Japan and the United States are considering changing the planned in-person meeting of their foreign and defense chiefs in January to a virtual format due to the spread of the omicron variant of the coronavirus, sources familiar with the matter have said.
Arrangements had been made for Japanese Foreign Minister Yoshimasa Hayashi and Defense Minister Nobuo Kishi to visit Washington for the “two-plus-two” talks with their U.S. counterparts, Secretary of State Antony Blinken and Defense Secretary Lloyd Austin, on Jan. 7.
A rapid surge in omicron cases in the United States has led both sides to consider holding a virtual meeting instead on Jan. 7 or 8, the sources said Friday.
The first two-plus-two meeting under the administration of Prime Minister Fumio Kishida, who took office in October, is intended to demonstrate the bilateral alliance’s strength in the face of China’s military rise. The foreign and defense chiefs are expected to deepen cooperation in the domains of space and cyberspace.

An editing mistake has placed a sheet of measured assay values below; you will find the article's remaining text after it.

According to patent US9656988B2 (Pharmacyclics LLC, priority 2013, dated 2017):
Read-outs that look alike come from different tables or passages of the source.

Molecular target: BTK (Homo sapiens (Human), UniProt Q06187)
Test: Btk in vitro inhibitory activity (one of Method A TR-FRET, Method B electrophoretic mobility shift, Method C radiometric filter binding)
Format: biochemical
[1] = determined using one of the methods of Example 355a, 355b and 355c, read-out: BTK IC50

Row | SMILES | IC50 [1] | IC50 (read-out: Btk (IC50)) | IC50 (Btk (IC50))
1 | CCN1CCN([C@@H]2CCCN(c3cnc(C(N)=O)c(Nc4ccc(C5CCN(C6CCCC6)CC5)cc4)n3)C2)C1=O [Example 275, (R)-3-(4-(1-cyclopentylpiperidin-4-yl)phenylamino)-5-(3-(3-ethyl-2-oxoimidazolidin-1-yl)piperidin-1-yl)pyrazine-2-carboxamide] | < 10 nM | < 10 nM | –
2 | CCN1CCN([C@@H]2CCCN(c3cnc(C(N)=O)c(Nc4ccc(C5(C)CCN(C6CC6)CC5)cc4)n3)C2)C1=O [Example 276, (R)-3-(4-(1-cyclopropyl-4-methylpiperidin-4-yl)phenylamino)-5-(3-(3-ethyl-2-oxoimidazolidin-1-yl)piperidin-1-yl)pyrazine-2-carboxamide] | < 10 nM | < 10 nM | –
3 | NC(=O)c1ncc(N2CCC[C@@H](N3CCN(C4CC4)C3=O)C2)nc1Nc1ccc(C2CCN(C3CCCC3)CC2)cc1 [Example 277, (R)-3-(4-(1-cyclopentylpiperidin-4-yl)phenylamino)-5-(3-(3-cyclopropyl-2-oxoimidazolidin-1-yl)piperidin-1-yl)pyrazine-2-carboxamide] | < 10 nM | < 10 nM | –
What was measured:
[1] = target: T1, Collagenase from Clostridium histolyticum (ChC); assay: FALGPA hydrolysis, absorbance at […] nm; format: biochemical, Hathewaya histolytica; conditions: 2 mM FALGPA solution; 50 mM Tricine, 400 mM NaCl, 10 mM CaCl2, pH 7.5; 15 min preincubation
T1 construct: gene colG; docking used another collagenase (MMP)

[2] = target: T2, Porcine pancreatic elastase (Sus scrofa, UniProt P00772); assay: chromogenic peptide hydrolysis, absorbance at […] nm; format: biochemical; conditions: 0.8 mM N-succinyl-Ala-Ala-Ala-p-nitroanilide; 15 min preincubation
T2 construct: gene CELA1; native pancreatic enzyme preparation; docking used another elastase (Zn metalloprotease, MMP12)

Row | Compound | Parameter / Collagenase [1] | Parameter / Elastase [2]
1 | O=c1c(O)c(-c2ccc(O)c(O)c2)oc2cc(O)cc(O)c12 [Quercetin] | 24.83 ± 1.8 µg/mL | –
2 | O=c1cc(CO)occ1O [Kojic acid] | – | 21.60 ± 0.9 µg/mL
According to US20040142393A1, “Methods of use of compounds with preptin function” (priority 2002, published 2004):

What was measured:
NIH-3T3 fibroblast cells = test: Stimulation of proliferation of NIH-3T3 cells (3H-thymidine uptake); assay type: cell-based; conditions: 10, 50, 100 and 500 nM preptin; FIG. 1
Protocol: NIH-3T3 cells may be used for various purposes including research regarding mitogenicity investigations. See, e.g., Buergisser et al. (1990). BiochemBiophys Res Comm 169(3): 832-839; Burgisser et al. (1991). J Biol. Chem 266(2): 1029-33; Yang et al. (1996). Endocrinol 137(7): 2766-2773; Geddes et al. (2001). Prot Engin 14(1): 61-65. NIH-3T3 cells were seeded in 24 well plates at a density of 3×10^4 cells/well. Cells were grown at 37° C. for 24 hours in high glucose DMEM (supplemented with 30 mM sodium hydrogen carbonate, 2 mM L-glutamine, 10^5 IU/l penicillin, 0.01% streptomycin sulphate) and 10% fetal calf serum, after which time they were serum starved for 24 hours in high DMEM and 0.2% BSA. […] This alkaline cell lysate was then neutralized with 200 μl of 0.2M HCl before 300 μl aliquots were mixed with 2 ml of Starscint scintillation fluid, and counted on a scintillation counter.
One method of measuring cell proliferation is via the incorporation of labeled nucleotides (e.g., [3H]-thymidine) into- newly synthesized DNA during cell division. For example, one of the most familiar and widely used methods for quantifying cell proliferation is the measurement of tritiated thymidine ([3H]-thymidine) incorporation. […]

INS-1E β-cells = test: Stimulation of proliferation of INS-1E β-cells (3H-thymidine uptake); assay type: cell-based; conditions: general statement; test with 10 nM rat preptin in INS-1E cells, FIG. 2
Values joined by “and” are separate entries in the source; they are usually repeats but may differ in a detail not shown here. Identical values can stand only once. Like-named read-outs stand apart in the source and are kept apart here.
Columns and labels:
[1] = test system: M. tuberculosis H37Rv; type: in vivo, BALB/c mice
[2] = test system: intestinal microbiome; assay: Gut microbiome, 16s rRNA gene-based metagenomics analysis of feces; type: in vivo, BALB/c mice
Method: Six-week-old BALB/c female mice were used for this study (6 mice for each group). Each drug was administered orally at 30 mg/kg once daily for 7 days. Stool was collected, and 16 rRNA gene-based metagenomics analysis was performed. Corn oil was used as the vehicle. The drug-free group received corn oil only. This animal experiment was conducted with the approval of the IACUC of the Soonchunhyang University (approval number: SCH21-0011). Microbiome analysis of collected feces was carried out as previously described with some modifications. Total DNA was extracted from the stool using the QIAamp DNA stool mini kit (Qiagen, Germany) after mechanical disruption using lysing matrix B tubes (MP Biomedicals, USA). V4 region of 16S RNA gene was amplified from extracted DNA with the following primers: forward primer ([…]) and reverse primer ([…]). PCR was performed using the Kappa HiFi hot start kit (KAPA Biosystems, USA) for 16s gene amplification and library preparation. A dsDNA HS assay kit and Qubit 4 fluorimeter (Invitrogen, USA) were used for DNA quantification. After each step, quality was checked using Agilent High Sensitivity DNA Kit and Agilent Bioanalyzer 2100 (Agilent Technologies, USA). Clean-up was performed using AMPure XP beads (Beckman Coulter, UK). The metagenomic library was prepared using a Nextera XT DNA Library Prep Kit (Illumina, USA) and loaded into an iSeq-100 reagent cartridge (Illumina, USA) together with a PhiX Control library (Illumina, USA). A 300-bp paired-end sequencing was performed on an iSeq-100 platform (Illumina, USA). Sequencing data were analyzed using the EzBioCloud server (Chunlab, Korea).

Hayashi and Blinken were expected to sign an agreement on host nation support for U.S. forces stationed in Japan covering the five years from April, but the two sides will consider other options, the sources said.
One option is for former White House chief of staff Rahm Emanuel, who was confirmed last week by the Senate as the next U.S. ambassador to Japan, to sign it once he arrives in Japan.
After bilateral negotiations, Japan has agreed to pay ¥1.05 trillion ($9.2 billion) over the five-year period.
With the cancellation of his U.S. trip under consideration, Hayashi is unlikely to attend a U.N. review conference on the Treaty on the Non-Proliferation of Nuclear Weapons before the two-plus-two meeting, the sources said.
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